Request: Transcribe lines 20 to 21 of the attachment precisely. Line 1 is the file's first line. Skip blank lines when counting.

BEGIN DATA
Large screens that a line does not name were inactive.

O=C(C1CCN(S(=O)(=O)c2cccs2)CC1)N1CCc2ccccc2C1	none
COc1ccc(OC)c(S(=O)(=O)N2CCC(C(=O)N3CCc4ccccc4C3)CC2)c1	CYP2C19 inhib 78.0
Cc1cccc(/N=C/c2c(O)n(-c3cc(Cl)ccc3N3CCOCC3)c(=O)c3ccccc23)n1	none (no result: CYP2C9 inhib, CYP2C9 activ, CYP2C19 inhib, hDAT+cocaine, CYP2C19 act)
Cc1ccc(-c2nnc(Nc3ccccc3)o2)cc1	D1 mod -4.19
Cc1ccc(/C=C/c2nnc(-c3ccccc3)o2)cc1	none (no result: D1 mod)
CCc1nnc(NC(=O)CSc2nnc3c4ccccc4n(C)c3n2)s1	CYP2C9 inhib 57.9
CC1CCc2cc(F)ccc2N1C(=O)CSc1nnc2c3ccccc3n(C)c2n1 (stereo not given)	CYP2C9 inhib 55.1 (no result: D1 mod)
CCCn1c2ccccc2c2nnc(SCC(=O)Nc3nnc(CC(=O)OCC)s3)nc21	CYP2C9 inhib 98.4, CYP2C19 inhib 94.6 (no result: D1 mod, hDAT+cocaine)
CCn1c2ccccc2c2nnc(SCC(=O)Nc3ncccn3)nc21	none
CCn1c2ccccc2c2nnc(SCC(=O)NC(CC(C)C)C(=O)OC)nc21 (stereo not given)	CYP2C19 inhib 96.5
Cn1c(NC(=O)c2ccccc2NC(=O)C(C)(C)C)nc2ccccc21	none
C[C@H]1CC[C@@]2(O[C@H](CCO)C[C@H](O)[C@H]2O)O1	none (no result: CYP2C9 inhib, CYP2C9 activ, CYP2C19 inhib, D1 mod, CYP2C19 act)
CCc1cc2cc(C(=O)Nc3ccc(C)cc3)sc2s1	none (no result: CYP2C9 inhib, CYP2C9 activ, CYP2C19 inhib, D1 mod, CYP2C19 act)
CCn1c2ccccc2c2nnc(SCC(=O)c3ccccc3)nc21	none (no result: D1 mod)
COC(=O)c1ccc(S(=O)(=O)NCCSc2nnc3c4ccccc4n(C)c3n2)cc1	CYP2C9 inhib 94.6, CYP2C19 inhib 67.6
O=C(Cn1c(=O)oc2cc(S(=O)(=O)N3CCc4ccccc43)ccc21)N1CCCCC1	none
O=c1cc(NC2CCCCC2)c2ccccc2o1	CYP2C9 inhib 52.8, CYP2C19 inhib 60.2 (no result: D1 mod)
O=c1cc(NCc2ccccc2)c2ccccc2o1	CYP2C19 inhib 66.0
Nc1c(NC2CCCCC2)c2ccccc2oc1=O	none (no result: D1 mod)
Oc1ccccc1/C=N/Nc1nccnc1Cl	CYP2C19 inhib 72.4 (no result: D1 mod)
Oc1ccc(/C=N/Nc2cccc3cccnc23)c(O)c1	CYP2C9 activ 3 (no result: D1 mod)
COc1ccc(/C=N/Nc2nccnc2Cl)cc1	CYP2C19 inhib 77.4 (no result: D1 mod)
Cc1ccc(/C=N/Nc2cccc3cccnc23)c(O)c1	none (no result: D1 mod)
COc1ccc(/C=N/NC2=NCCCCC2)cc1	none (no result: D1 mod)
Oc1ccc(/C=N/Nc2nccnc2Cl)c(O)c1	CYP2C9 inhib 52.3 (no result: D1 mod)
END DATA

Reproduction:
Nc1c(NC2CCCCC2)c2ccccc2oc1=O	none (no result: D1 mod)
Oc1ccccc1/C=N/Nc1nccnc1Cl	CYP2C19 inhib 72.4 (no result: D1 mod)